Michael Parsons reviewed the history of theories of artistic development and concluded that the linear models of Piaget and Lowenfeld cannot be defended in postmodern contexts. In its stead, he argued Parsons' change in children's art resembled a tree with many branches rather than a single path of growth, which was shaped by western, modern goals based upon a realistic depiction of the world. "Endpoint, Repertoires and Toolboxes. Development in Art as the Acquisitions of Tools." Tools were used as a metaphor for the diversity of conditions that influenced change in child art.
In Art and Cognition Arthur Efland, like many of his colleagues, was concerned about the acquisition of knowledge and the multiple ways of gaining artistic comprehension. Cognition and inquiry were both major concerns in the 1950's. In the case of cognitive theory, the impetus came from Jean Piaget and Barbel Inhelder, psychologists who worked outside the the art education establishment, and Arthur Efland and Elliot Eisner who wrote from within the field.
Norway sponsored the only International Child Art Foundation museum. It was located in Oslo and founded by a Soviet immigrant filmmaker. In David H. Feldman's Beyond The Universals in Cognitive Development, Feldman, a developmental psychologist, saw developmental stages as levels of achievement within particular areas rather than universal terms. The four basic assumptions of his field were universal achievement, spontaneous acquisitions, invariant sequence and the ways in which early stages are incorporated into later ones. Feldman's four non-universal domains were discipline based, idiosyncratic, cultural and unique achievements of special interest to art educators in his research was the nature of prodigies in particular domains such as art. Norman H. Freeman in his Strategies of Representation in Young Children: Analysis of Spatial Skills and Drawing Processes was interested in the processes rather than the products of drawing and disagrees with both Piaget and Arnheim's treatment of this issue. He described some basic ideas regarding children drawing. Children do not expect to make realistic drawings and prefer cartooning which is not expected to be realistic. They tend towards drawings that give the most information with least detail. They also draw objects which are perpendicular to the base line, have their own rules regarding the creation of forms, Freeman also described five major drawing systems all with different degrees of complexity. A Russian archeologist discovered birch bark fragments with drawings which date from 1224. They were drawn by six or seven year old Onfim. The drawings were of animals and people and included written information. The second oldest example of early drawings were in the margins of the Latin School of EDAM in the Netherlands and could be formed in the Royal library.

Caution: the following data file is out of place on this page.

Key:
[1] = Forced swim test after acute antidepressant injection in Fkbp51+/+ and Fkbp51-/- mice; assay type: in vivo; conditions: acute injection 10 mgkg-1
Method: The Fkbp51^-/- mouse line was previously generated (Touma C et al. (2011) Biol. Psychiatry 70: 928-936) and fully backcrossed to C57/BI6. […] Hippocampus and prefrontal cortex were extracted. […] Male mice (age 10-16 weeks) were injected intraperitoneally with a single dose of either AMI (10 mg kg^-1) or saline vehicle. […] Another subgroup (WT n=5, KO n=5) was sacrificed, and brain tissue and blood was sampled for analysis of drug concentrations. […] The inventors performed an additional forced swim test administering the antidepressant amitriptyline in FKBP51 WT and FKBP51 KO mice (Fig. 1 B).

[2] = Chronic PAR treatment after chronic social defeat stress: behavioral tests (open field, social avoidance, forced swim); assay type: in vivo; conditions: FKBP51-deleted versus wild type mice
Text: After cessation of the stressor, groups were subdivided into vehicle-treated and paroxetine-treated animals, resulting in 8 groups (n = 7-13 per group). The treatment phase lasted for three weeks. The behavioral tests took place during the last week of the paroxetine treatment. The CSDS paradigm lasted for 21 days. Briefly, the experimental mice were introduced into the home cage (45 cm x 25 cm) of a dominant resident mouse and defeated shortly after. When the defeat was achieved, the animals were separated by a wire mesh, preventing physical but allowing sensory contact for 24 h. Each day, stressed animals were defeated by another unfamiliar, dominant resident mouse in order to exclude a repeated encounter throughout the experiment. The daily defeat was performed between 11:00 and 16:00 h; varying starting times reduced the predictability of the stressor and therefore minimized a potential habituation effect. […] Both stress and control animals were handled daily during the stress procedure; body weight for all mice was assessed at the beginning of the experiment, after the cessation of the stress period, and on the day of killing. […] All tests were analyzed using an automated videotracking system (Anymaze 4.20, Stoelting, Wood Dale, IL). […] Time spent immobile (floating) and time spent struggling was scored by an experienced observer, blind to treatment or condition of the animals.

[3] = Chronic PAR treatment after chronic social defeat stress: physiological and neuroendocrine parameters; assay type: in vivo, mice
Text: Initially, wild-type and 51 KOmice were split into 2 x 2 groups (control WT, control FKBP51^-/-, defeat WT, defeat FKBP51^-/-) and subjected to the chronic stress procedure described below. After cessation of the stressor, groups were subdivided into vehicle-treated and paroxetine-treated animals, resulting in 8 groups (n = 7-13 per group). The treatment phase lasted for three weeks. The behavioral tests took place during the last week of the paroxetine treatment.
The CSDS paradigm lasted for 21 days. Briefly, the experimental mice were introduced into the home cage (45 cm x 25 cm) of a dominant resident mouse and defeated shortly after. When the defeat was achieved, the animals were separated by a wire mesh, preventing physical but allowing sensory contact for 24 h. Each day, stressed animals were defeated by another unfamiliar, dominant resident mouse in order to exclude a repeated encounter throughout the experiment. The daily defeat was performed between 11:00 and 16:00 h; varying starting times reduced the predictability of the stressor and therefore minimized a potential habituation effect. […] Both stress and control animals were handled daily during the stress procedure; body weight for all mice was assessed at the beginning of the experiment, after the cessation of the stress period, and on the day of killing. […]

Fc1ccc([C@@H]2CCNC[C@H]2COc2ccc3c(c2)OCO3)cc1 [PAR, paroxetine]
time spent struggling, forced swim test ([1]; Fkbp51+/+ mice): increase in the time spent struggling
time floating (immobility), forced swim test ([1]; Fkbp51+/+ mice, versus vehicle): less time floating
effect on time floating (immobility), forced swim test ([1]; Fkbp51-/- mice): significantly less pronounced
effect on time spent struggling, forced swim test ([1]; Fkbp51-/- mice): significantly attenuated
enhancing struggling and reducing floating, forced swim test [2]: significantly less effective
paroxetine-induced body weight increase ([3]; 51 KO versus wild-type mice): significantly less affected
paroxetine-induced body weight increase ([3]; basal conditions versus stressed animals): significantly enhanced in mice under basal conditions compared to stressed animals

In The Child's Conception of Space by Jean Piaget and Barbel Inhelder, the authors investigated the development of drawing as a sense of perception engaging ability to think and to use the imagination. The authors concluded that there are three stages of development, sensorimotor (birth to age two), the stage of concrete application (two to 11 years) and the stage of formal operations (11 to 15 years). In drawing, the stages proposed were synthetic incapacity (to 3 years) intellectual realism (4 to 7) and visual realism (8 or 9 years on).
The FCAE (The Federated Council on Art Education) was founded to improve communication among various kinds of art organizations (schools, universities, museums, etc.). Jean Piaget's The Language and Thought of the Child emerged as the most insightful psychological study of the decade. He recorded conversations and monologues about the children ages three through seven, made during drawing sessions. He concluded that drawing objects was not a visual experience as much as it is an intellectual one.